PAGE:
Proof that food security and agriculture are of interest to the younger generation is evident from the number of responses to this year’s Baylab Lab Coat Competition.
Over 800 schools entered, involving close to 134,000 students from primary to secondary ages. The response staggered Bayer’s Bethany Leaver, who with colleagues Emma Schierbaum and Grace Beglam (pictured left) now have the sizeable task of sifting through a mountain of entries to select the finalists for the Infant, Primary and Secondary age categories.
What started out five years ago has continued to build and the theme for this year’s Lab Coat event is centred on food waste, an initiative coinciding with the UN’s Sustainability Goals and Food Waste Action Week. The UN aim being to reduce global food waste by 2030.
Students who took part by designing a food waste themed lab coat are now in the running to win a grow-your-own veg pack and a set of lab coats for their class.
Winners will be selected based on the creativity of their lab coat designs as well as how well they express their care for our planet and the food we produce within those designs.
Students who participated could use a template provided in the entry pack, which also included a number of learning objectives based on reducing food waste and its impact. “Our aim is to engage students with how agriculture can help tackle some of the key global issues we face in a fun and inspiring way. Judging by the Lab Coat Competition result, we are doing that,” notes Bethany.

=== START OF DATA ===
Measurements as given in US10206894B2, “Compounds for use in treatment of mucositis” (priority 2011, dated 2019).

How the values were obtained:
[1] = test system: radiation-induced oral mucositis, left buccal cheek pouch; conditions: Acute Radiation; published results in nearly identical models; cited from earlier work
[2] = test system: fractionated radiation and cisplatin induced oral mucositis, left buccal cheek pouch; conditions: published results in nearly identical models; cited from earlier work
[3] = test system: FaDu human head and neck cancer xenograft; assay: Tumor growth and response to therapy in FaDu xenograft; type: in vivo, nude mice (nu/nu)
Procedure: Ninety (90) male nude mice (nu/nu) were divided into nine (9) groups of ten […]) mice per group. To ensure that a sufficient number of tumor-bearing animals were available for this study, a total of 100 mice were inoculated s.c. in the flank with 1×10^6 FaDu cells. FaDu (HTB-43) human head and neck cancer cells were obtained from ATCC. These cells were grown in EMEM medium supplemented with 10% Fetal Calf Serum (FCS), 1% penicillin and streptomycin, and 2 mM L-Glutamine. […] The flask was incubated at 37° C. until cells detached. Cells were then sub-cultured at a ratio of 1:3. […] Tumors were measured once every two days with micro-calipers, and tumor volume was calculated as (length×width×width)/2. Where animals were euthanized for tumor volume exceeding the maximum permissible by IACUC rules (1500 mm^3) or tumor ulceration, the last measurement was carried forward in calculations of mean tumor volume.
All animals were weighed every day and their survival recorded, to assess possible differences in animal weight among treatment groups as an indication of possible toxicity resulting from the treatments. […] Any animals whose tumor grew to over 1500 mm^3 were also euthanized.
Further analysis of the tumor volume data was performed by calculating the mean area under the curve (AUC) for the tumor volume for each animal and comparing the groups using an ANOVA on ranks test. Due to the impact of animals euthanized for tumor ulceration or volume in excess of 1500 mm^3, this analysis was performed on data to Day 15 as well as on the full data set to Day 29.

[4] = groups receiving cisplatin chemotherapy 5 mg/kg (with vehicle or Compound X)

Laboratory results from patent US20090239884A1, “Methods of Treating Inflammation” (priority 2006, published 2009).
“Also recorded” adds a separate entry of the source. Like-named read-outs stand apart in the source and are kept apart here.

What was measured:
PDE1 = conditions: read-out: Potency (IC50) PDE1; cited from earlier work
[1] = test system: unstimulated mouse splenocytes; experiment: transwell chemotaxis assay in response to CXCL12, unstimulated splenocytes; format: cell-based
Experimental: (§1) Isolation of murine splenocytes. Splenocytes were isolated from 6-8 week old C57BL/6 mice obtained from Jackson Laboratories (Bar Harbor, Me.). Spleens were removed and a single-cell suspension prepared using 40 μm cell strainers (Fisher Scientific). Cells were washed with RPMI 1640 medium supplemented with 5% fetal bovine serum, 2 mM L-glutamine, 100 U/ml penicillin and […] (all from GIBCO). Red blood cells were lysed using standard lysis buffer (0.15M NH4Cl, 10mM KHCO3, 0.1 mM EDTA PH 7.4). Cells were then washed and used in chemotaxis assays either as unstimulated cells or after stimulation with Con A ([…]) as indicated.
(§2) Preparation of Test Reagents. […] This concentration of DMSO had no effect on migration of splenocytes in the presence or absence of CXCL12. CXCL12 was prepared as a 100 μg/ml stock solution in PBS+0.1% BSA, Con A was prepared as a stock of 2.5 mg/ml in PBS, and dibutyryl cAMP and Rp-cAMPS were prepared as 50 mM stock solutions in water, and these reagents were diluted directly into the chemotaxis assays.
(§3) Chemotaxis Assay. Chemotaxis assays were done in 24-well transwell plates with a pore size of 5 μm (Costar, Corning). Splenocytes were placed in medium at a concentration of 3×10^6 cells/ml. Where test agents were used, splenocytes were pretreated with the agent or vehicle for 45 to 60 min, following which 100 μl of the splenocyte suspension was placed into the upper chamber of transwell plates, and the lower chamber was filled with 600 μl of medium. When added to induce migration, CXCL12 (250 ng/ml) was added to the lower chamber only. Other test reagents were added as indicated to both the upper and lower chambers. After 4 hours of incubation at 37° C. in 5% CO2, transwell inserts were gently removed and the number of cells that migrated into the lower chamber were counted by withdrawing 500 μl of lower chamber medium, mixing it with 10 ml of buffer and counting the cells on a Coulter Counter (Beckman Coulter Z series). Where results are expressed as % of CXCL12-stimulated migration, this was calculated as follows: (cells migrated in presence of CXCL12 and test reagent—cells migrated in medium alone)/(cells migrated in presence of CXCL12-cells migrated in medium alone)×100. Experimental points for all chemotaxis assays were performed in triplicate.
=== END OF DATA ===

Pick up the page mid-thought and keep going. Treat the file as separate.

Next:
To coincide with the Lab Coat Competition, Baylab also offered schools the chance to partake in a Wacky Wellies Fun-raiser: an activity where students could wear their wellingtons to school for a day, in recognition of our farmers. Schools could raise money for one of three national charities – Alexandra Rose, Feeding Britain, and FareShare – or a local food waste initiative as part of the Fun-raiser if they wished.
100 schools that took part in the Lab Coat Competition participated, with students wearing their wellies to school either as they came or ‘wackier’. 50 of those schools with approximately 11,408 pupils also chose to fundraise. “Again, we were overwhelmed with the response. According to WRAP (Waste and Resources Action Programme) a global NGO, a third of UK food ultimately goes to waste, which is enough food to provide all chronically undernourished people with ten meals per day, every day, so this activity really helped to raise awareness about the fight against food waste.”
“It was up to schools to decide on the level of donations and how they were distributed to their charity or charities of choice. But if every pupil who chose to fundraise made the suggested donation of £1, that equates to over £11,000 which is just incredible,” notes Bethany.